Imperialism, Dirty Money Centres and the Financial Elite

Higgins, Matthew; Morino, Veronica and Iyer, Nigel (2018). Imperialism, Dirty Money Centres and the Financial Elite. In: Grady, Jo and Grocott, Chris eds. The Continuing Imperialism of Free Trade: Developments, Trends and the Role of Supranational Agents. Routledge frontiers of political economy (246). Abingdon: Routledge, Taylor & Francis Group, pp. 139–151.

DOI: https://doi.org/10.4324/9780203732809

URL: https://www.taylorfrancis.com/books/e/978020373280...

Abstract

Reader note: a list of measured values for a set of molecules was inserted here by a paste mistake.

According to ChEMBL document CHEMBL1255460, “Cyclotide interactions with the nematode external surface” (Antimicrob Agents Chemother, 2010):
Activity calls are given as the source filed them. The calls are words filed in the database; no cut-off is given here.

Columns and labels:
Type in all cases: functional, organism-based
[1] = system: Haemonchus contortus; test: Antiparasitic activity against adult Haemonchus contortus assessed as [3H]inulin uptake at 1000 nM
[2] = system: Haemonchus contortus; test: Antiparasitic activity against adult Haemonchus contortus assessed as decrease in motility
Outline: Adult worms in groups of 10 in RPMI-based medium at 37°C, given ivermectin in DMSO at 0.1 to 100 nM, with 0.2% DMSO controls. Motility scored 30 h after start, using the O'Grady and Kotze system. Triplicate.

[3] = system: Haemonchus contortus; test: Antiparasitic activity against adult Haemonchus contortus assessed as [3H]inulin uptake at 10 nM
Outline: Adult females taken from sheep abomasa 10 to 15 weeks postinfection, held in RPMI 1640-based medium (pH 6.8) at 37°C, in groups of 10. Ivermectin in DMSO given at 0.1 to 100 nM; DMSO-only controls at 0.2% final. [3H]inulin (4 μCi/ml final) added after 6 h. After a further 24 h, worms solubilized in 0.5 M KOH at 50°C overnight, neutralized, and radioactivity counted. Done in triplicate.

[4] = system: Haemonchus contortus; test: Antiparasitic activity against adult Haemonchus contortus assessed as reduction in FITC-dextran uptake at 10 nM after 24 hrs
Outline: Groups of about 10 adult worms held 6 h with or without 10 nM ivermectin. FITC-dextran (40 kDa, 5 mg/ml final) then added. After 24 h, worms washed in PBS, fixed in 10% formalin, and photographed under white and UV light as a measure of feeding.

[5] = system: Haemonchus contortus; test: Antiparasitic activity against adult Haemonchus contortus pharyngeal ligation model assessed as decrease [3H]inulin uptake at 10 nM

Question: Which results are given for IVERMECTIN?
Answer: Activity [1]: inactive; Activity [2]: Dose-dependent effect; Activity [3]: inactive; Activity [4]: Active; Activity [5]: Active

This chapter outlines how imperialism and economic policy continue to work together in the interests of the financial elite through the use of dirty money centres (DMCs), at the expense of wider society. One of the key insights from John Gallagher and Ronald Robinson is that formal and informal imperialism are degrees of difference within political, strategic and commercial relationships. This provides the possibility for centre and periphery relationships to shift between formal and informal imperialism over time, depending on the strength and cohesion of the states and the tensions in the relationship. Although the focus with DMCs is frequently on their deliberate use by individuals or companies for nefarious or criminal reasons, the highly secretive network of organisations which provide the basis for DMCs creates a financial infrastructure which is difficult to detect or evade. In serving the interests of the financial elite, DMCs also help to maintain the narratives surrounding countries and peoples previously subjected to colonial power.

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